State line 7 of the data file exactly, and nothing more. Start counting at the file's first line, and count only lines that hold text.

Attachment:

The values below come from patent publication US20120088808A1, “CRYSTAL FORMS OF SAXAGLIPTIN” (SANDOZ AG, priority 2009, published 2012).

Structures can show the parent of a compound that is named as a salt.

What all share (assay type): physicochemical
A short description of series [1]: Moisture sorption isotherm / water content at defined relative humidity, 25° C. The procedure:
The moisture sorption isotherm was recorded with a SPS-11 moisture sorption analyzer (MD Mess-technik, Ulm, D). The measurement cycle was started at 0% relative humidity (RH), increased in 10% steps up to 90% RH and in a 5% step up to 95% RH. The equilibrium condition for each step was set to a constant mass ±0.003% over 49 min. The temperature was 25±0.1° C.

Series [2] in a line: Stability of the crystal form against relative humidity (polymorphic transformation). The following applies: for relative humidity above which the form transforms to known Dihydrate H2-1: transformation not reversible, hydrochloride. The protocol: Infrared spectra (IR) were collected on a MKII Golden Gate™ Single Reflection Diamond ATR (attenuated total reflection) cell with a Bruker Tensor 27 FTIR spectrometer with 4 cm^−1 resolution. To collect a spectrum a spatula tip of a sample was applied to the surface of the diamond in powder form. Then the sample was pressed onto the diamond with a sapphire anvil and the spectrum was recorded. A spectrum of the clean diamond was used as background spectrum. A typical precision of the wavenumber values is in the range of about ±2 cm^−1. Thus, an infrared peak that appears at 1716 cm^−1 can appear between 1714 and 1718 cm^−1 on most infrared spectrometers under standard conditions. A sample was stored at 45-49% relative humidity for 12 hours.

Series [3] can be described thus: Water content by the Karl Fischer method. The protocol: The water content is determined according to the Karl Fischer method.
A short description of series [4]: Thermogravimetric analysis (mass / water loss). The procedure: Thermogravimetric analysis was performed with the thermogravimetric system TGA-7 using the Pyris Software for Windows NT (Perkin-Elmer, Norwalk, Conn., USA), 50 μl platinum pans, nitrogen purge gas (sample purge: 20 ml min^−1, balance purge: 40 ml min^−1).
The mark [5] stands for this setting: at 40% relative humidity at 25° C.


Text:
Series [3] can be described thus: Water content by the Karl Fischer method. The protocol: The water content is determined according to the Karl Fischer method.